Tuesday, March 27, 2007

The Purple Cow

I recently read "the Purple Cow" By Seth Godin (given to me by Jon at http://www.joochy.org/)

The book is a marketing guy's take on how businesses should look at marketing. Guess what he says? Basically, that the marketing department should take over the whole business. That the choice of what product to sell, the design of the product, etc etc etc should all be made by the marketing department. What's more, the marketing department should take on high risk projects and then not be blamed when the projects fail, cuz risky remarkable things are the only things that have a chance (even though it's a slim chance). It's really pretty great because of course he's going to say this, he's a marketing guy, and the first thing he has to sell is himself, and his profession. I notice the same thing happening with the marketing department at my day job. What does this say about advanced capitalism?

Plus, he says Ozzy Osbourne is more remarkable than Joseph Bueys.

So, obviously dude's got his head up his ass, but (while up there) he seems to be seeing something happening. I think what he's seeing isn't "the new way marketing has to work" he's seeing capitalism's last grasp at a consumer that is less interested in the things that capitalism is good at making. People want remarkable things? Well, artists make remarkable things, that's what art is. Remarkable things (by definition) cannot be mass produced by alientad workers in a factory. The bourgeois mode of production doesn't work for these things, and all of us "post-consumer" consumers are more and more interested in these things.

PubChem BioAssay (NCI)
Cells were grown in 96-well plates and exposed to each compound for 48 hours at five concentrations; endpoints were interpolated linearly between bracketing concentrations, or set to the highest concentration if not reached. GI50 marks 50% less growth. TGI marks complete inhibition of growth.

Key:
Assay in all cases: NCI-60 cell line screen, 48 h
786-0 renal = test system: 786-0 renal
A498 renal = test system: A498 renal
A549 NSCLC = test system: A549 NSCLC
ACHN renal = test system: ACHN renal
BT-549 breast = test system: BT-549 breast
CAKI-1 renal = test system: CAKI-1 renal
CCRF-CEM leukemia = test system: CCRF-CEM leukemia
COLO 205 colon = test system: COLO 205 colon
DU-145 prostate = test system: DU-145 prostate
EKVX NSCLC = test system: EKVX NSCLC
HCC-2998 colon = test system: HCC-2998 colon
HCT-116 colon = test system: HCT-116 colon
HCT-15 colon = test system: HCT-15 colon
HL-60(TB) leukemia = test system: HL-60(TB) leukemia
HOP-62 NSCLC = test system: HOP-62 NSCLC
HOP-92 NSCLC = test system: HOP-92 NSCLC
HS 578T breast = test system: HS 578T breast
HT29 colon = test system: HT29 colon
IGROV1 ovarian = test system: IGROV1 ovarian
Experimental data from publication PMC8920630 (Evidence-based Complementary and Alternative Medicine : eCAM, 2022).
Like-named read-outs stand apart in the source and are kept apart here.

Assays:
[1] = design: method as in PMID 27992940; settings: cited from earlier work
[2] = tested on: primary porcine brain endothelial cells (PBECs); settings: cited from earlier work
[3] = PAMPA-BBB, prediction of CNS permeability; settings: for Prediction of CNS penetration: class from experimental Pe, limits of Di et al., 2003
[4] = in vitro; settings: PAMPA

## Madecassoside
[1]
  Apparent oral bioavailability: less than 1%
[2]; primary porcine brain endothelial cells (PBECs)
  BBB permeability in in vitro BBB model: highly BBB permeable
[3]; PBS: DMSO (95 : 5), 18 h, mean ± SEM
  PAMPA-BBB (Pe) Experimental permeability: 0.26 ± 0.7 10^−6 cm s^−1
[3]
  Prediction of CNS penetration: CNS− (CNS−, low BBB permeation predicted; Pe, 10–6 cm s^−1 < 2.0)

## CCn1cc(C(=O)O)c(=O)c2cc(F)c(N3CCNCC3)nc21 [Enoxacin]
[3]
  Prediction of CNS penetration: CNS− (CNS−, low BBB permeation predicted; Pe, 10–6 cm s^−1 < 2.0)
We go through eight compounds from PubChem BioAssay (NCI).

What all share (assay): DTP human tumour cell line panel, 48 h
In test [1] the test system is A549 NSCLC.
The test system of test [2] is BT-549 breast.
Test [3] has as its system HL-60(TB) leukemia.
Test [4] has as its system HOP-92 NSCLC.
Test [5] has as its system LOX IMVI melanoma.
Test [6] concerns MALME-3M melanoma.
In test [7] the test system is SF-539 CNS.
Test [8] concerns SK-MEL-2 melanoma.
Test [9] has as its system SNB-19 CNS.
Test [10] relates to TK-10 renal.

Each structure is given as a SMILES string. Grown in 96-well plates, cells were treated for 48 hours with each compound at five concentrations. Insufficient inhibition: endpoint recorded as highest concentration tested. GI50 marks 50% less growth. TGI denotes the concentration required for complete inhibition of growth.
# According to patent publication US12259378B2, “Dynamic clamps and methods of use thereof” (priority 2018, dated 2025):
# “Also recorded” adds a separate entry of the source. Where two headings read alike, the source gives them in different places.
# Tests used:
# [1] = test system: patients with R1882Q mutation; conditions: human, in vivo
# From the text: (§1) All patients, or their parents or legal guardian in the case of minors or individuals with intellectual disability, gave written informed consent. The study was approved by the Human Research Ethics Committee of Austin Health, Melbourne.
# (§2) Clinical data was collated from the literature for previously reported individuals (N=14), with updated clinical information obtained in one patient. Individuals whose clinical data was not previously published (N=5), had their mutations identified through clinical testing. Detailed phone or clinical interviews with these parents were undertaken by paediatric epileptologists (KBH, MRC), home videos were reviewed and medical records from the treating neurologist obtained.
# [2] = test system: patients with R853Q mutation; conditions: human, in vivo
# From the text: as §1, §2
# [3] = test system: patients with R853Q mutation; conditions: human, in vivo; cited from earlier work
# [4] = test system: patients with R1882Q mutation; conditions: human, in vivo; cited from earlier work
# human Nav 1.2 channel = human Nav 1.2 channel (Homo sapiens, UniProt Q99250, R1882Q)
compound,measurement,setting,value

Thing is, what I and my friends do (indeed what Jon from joochy does) is too remarkable for Seth Godin. We're Joseph Beuys to his Ozzy Osbourne. We can't do what he describes "successful" purple cows doing. We can't be sold out, cross over to mass market, boom and then fizzle after a short period of raking in billions. We're too out there, too risky. We're "just weird", so even the most risky corporation is never going to invest in us. That's fine, cuz even without corporate distribution and investment, we can get by. If we're all getting by and (as a whole) producing better stuff than the few "remarkable" capitalist products that breifly surge to the top because they have access to capitalist distribution and backing, then eventually (given new technologies that make distribution more accessible and backing less necessary) we are going to take this thing over.

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